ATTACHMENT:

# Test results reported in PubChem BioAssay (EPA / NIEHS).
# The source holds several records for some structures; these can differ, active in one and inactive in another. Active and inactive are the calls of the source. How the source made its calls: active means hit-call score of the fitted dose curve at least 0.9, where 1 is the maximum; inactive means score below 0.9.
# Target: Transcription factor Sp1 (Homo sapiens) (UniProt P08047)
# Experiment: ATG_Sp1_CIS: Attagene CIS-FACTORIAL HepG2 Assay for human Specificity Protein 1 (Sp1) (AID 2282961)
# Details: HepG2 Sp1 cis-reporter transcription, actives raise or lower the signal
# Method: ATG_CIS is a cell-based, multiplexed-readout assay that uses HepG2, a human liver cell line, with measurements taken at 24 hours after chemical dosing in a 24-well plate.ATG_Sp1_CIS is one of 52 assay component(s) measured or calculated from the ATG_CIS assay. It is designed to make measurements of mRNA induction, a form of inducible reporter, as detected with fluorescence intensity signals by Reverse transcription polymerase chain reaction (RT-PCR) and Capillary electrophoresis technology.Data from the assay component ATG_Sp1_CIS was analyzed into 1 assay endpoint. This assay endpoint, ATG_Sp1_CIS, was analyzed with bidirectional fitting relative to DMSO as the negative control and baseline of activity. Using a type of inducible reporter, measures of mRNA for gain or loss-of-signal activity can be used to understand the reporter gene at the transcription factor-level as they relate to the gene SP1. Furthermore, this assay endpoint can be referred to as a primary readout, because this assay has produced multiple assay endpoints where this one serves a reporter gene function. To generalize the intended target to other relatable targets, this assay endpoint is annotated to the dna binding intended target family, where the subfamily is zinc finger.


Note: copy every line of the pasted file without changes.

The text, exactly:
# Test results reported in PubChem BioAssay (EPA / NIEHS).
# The source holds several records for some structures; these can differ, active in one and inactive in another. Active and inactive are the calls of the source. How the source made its calls: active means hit-call score of the fitted dose curve at least 0.9, where 1 is the maximum; inactive means score below 0.9.
# Target: Transcription factor Sp1 (Homo sapiens) (UniProt P08047)
# Experiment: ATG_Sp1_CIS: Attagene CIS-FACTORIAL HepG2 Assay for human Specificity Protein 1 (Sp1) (AID 2282961)
# Details: HepG2 Sp1 cis-reporter transcription, actives raise or lower the signal
# Method: ATG_CIS is a cell-based, multiplexed-readout assay that uses HepG2, a human liver cell line, with measurements taken at 24 hours after chemical dosing in a 24-well plate.ATG_Sp1_CIS is one of 52 assay component(s) measured or calculated from the ATG_CIS assay. It is designed to make measurements of mRNA induction, a form of inducible reporter, as detected with fluorescence intensity signals by Reverse transcription polymerase chain reaction (RT-PCR) and Capillary electrophoresis technology.Data from the assay component ATG_Sp1_CIS was analyzed into 1 assay endpoint. This assay endpoint, ATG_Sp1_CIS, was analyzed with bidirectional fitting relative to DMSO as the negative control and baseline of activity. Using a type of inducible reporter, measures of mRNA for gain or loss-of-signal activity can be used to understand the reporter gene at the transcription factor-level as they relate to the gene SP1. Furthermore, this assay endpoint can be referred to as a primary readout, because this assay has produced multiple assay endpoints where this one serves a reporter gene function. To generalize the intended target to other relatable targets, this assay endpoint is annotated to the dna binding intended target family, where the subfamily is zinc finger.